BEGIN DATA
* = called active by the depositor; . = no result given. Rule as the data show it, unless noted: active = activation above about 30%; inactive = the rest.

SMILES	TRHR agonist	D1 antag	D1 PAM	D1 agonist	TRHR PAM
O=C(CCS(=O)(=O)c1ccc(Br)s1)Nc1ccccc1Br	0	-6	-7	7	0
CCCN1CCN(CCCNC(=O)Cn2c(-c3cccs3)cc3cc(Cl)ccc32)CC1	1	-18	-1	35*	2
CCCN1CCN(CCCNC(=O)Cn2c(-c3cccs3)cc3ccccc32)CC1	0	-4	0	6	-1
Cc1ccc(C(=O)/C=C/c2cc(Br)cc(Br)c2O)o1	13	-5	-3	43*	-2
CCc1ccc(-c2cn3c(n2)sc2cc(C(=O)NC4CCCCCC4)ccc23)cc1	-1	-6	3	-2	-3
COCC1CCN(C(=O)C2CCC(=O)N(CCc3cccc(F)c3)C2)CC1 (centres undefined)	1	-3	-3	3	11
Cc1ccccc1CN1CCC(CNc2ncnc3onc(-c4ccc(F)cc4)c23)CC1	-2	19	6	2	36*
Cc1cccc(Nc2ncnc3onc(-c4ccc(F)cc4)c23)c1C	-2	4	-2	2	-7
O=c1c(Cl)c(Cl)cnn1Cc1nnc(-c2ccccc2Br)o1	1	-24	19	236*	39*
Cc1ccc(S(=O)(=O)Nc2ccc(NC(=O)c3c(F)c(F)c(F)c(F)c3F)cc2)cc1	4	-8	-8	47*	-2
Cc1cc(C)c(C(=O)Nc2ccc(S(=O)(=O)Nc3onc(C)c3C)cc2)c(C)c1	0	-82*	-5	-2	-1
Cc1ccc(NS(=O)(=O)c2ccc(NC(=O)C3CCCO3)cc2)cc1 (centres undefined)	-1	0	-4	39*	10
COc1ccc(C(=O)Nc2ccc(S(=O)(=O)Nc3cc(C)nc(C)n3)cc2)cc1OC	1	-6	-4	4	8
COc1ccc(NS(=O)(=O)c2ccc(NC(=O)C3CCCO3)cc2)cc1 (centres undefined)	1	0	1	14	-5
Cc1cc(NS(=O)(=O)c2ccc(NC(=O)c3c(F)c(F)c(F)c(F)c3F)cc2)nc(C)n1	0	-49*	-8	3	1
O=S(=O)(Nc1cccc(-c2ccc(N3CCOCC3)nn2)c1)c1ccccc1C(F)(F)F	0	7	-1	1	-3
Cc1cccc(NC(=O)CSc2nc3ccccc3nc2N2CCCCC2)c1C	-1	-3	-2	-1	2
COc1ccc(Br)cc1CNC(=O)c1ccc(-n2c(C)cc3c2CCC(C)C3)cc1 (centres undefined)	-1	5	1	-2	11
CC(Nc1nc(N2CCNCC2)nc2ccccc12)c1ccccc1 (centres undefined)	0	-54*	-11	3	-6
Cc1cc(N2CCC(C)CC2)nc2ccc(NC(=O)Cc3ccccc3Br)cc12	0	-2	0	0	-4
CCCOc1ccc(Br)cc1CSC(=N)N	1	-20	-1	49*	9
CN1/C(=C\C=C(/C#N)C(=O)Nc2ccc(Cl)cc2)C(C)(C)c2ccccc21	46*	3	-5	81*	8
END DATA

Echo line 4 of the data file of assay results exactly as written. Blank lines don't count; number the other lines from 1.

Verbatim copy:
CCCN1CCN(CCCNC(=O)Cn2c(-c3cccs3)cc3cc(Cl)ccc32)CC1	1	-18	-1	35*	2